What is Pragmatics?
Pragmatics is a branch of linguistics that deals with the way people use words. It involves understanding the context and the relationship between the words in an utterance. It includes the study of how words are used in social and formal settings, and how the relationships between words, sentences, and the context affect the meaning and consequences of those words. The study of how people communicate using language has a long history. During the Classic Period, pragmatics was the focus. In the modern period, philosophical approaches to pragmatics are often divided by whether the focus is on the extent to which the pragmatics is intrusive into the semantics, or the extent to which it is contextually determined.
Some authors define pragmatics as the study of the use of language in context. Others define it as the study of the way words and sentences are used in utterances. These two definitions are not mutually exclusive, and some authors may consider one to be more comprehensive than the other. Generally, though, the term pragmatics refers to a broader category, including ambiguity, linguistic interpretation, and speech act theory. A more specific definition is given in the Cambridge Dictionary of Philosophy.
One of the most important topics of philosophy of language has been the study of reports of attitudes. Children learn to listen to parents and teachers, and to understand the meaning of instructions and gestures. They also learn to interpret the world around them, and are often seen to use humor to convey their thoughts and feelings. For example, they raise their hand to answer a question in class instead of shouting.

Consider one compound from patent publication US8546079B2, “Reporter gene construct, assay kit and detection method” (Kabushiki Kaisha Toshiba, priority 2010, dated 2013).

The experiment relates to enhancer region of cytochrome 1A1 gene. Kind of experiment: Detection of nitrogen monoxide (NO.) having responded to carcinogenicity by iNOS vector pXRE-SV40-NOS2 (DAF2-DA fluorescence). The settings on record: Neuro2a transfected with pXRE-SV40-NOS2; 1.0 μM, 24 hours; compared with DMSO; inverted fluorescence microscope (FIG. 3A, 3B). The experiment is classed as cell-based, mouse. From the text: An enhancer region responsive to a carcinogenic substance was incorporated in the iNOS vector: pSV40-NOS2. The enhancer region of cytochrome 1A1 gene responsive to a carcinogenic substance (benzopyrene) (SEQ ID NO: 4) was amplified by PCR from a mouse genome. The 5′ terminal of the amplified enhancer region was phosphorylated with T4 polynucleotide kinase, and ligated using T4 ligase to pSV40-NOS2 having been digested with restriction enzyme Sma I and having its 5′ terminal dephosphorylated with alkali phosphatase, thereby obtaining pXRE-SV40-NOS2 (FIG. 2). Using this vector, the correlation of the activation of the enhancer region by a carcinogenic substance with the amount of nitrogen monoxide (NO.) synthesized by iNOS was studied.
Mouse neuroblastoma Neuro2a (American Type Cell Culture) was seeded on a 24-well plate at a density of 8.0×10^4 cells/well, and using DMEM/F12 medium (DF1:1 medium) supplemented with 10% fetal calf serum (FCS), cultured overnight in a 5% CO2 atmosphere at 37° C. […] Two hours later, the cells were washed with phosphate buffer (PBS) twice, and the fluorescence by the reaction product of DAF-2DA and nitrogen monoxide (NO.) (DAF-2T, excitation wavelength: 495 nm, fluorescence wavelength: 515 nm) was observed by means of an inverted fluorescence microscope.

In addition, children are taught to ask questions, and to follow social norms. This is often done to build relationships, and it shows that a child has a natural ability to use language. However, it can also be challenging, especially for adults.
A major difference between pragmatics and semantics is that pragmatics focuses on how people use language. Semantics is more concerned with the meaning of words. While some semanticists argue that the content of unarticulated words or sentences is not really unarticulated, others claim that this is not so.
Another issue is the distinction between “propositional” and “semantic” presuppositions. Propositional presupposition implies that others involved in a context take the proposition’s truth for granted. On the other hand, semantic presupposition implies that the proposition is understood to be true, even if it isn’t articulated.
According to Grice, the notion of the communicative intention has to be recognized by the addressee. Stalnaker’s theory of a propositional concept includes several methodologies, including the idea of the ‘hearer’s plan’.
The concept of ampliative inference is another area of study in pragmatics. Ampliative inference is the process of making inferences beyond the basic facts. Typical examples of ampliative inference include Bayesian reasoning, and induction. An ampliative inference is not always a propositional inference; it can also be an inference to the best explanation of the utterance.